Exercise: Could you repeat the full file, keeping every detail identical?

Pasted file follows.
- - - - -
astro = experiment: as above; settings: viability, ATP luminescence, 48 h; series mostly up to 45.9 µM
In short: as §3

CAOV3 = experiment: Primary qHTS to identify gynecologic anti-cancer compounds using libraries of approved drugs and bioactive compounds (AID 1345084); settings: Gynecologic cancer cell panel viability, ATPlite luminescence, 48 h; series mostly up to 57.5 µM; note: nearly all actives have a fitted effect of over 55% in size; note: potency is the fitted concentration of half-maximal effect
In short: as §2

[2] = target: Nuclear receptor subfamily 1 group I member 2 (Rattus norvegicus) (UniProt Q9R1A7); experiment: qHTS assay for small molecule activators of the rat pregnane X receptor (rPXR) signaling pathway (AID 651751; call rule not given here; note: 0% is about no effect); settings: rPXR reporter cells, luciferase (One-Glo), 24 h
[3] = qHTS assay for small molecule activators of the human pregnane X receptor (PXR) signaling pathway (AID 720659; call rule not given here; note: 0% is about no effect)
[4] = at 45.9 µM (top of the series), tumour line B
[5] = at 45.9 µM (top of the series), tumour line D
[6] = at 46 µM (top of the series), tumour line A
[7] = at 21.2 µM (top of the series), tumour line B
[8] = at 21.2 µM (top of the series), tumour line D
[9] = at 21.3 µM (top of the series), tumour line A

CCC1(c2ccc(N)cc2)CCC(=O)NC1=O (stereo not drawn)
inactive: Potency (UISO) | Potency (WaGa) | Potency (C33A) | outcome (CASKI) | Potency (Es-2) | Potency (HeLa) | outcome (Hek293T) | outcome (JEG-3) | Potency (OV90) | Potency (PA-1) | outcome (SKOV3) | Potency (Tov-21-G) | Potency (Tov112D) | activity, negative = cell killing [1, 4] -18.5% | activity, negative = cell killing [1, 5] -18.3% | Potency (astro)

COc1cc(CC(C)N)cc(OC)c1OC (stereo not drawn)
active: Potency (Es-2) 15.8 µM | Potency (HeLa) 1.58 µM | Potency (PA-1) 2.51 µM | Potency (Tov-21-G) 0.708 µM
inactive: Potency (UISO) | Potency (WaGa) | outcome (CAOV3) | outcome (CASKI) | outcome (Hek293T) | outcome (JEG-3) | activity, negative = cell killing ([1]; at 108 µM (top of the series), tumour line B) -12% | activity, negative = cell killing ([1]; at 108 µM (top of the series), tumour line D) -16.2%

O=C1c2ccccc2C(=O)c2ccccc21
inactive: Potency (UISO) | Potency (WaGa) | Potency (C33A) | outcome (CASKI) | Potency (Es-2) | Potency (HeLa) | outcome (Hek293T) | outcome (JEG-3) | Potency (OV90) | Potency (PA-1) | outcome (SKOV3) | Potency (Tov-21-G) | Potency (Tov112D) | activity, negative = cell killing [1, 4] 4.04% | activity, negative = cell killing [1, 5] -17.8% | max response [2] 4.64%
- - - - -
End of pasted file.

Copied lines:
astro = experiment: as above; settings: viability, ATP luminescence, 48 h; series mostly up to 45.9 µM
In short: as §3

CAOV3 = experiment: Primary qHTS to identify gynecologic anti-cancer compounds using libraries of approved drugs and bioactive compounds (AID 1345084); settings: Gynecologic cancer cell panel viability, ATPlite luminescence, 48 h; series mostly up to 57.5 µM; note: nearly all actives have a fitted effect of over 55% in size; note: potency is the fitted concentration of half-maximal effect
In short: as §2

[2] = target: Nuclear receptor subfamily 1 group I member 2 (Rattus norvegicus) (UniProt Q9R1A7); experiment: qHTS assay for small molecule activators of the rat pregnane X receptor (rPXR) signaling pathway (AID 651751; call rule not given here; note: 0% is about no effect); settings: rPXR reporter cells, luciferase (One-Glo), 24 h
[3] = qHTS assay for small molecule activators of the human pregnane X receptor (PXR) signaling pathway (AID 720659; call rule not given here; note: 0% is about no effect)
[4] = at 45.9 µM (top of the series), tumour line B
[5] = at 45.9 µM (top of the series), tumour line D
[6] = at 46 µM (top of the series), tumour line A
[7] = at 21.2 µM (top of the series), tumour line B
[8] = at 21.2 µM (top of the series), tumour line D
[9] = at 21.3 µM (top of the series), tumour line A

CCC1(c2ccc(N)cc2)CCC(=O)NC1=O (stereo not drawn)
inactive: Potency (UISO) | Potency (WaGa) | Potency (C33A) | outcome (CASKI) | Potency (Es-2) | Potency (HeLa) | outcome (Hek293T) | outcome (JEG-3) | Potency (OV90) | Potency (PA-1) | outcome (SKOV3) | Potency (Tov-21-G) | Potency (Tov112D) | activity, negative = cell killing [1, 4] -18.5% | activity, negative = cell killing [1, 5] -18.3% | Potency (astro)

COc1cc(CC(C)N)cc(OC)c1OC (stereo not drawn)
active: Potency (Es-2) 15.8 µM | Potency (HeLa) 1.58 µM | Potency (PA-1) 2.51 µM | Potency (Tov-21-G) 0.708 µM
inactive: Potency (UISO) | Potency (WaGa) | outcome (CAOV3) | outcome (CASKI) | outcome (Hek293T) | outcome (JEG-3) | activity, negative = cell killing ([1]; at 108 µM (top of the series), tumour line B) -12% | activity, negative = cell killing ([1]; at 108 µM (top of the series), tumour line D) -16.2%

O=C1c2ccccc2C(=O)c2ccccc21
inactive: Potency (UISO) | Potency (WaGa) | Potency (C33A) | outcome (CASKI) | Potency (Es-2) | Potency (HeLa) | outcome (Hek293T) | outcome (JEG-3) | Potency (OV90) | Potency (PA-1) | outcome (SKOV3) | Potency (Tov-21-G) | Potency (Tov112D) | activity, negative = cell killing [1, 4] 4.04% | activity, negative = cell killing [1, 5] -17.8% | max response [2] 4.64%